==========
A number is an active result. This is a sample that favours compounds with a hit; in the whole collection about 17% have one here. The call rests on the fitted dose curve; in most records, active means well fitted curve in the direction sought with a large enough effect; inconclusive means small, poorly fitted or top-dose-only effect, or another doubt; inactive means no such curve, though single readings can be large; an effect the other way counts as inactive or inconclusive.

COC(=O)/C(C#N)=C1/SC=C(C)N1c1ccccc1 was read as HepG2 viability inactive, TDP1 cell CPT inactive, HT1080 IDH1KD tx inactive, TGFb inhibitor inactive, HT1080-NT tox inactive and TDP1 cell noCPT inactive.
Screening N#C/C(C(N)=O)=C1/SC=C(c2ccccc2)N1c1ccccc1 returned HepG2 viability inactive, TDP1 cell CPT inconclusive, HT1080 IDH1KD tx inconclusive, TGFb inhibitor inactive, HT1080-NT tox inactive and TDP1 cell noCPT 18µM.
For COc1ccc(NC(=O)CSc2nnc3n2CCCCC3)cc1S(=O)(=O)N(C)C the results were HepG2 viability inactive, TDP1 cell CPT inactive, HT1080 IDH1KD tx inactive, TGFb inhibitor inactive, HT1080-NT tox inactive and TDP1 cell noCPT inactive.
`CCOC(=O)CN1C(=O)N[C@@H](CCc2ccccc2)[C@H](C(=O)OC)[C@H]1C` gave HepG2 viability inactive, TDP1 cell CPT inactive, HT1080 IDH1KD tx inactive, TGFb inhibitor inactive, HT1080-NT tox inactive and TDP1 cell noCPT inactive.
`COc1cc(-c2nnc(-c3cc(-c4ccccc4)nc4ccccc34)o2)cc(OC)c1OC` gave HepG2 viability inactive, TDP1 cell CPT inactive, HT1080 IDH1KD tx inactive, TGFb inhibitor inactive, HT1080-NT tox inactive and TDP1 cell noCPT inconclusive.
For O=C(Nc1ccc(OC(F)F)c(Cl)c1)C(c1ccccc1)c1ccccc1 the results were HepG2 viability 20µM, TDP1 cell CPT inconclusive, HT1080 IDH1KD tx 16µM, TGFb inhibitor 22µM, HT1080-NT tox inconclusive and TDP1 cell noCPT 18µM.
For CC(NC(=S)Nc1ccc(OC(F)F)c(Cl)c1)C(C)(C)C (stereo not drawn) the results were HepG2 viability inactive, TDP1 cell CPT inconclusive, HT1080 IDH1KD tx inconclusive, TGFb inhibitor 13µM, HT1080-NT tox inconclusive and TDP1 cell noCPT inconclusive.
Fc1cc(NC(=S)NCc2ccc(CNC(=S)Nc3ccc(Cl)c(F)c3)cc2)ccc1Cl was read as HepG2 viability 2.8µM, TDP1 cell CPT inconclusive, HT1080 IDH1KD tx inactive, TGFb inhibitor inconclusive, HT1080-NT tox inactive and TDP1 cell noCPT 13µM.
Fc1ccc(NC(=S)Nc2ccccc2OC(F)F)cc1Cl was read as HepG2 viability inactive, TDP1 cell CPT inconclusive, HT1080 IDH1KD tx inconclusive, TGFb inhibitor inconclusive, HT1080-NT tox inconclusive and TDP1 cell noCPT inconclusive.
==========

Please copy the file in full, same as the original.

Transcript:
A number is an active result. This is a sample that favours compounds with a hit; in the whole collection about 17% have one here. The call rests on the fitted dose curve; in most records, active means well fitted curve in the direction sought with a large enough effect; inconclusive means small, poorly fitted or top-dose-only effect, or another doubt; inactive means no such curve, though single readings can be large; an effect the other way counts as inactive or inconclusive.

COC(=O)/C(C#N)=C1/SC=C(C)N1c1ccccc1 was read as HepG2 viability inactive, TDP1 cell CPT inactive, HT1080 IDH1KD tx inactive, TGFb inhibitor inactive, HT1080-NT tox inactive and TDP1 cell noCPT inactive.
Screening N#C/C(C(N)=O)=C1/SC=C(c2ccccc2)N1c1ccccc1 returned HepG2 viability inactive, TDP1 cell CPT inconclusive, HT1080 IDH1KD tx inconclusive, TGFb inhibitor inactive, HT1080-NT tox inactive and TDP1 cell noCPT 18µM.
For COc1ccc(NC(=O)CSc2nnc3n2CCCCC3)cc1S(=O)(=O)N(C)C the results were HepG2 viability inactive, TDP1 cell CPT inactive, HT1080 IDH1KD tx inactive, TGFb inhibitor inactive, HT1080-NT tox inactive and TDP1 cell noCPT inactive.
`CCOC(=O)CN1C(=O)N[C@@H](CCc2ccccc2)[C@H](C(=O)OC)[C@H]1C` gave HepG2 viability inactive, TDP1 cell CPT inactive, HT1080 IDH1KD tx inactive, TGFb inhibitor inactive, HT1080-NT tox inactive and TDP1 cell noCPT inactive.
`COc1cc(-c2nnc(-c3cc(-c4ccccc4)nc4ccccc34)o2)cc(OC)c1OC` gave HepG2 viability inactive, TDP1 cell CPT inactive, HT1080 IDH1KD tx inactive, TGFb inhibitor inactive, HT1080-NT tox inactive and TDP1 cell noCPT inconclusive.
For O=C(Nc1ccc(OC(F)F)c(Cl)c1)C(c1ccccc1)c1ccccc1 the results were HepG2 viability 20µM, TDP1 cell CPT inconclusive, HT1080 IDH1KD tx 16µM, TGFb inhibitor 22µM, HT1080-NT tox inconclusive and TDP1 cell noCPT 18µM.
For CC(NC(=S)Nc1ccc(OC(F)F)c(Cl)c1)C(C)(C)C (stereo not drawn) the results were HepG2 viability inactive, TDP1 cell CPT inconclusive, HT1080 IDH1KD tx inconclusive, TGFb inhibitor 13µM, HT1080-NT tox inconclusive and TDP1 cell noCPT inconclusive.
Fc1cc(NC(=S)NCc2ccc(CNC(=S)Nc3ccc(Cl)c(F)c3)cc2)ccc1Cl was read as HepG2 viability 2.8µM, TDP1 cell CPT inconclusive, HT1080 IDH1KD tx inactive, TGFb inhibitor inconclusive, HT1080-NT tox inactive and TDP1 cell noCPT 13µM.
Fc1ccc(NC(=S)Nc2ccccc2OC(F)F)cc1Cl was read as HepG2 viability inactive, TDP1 cell CPT inconclusive, HT1080 IDH1KD tx inconclusive, TGFb inhibitor inconclusive, HT1080-NT tox inconclusive and TDP1 cell noCPT inconclusive.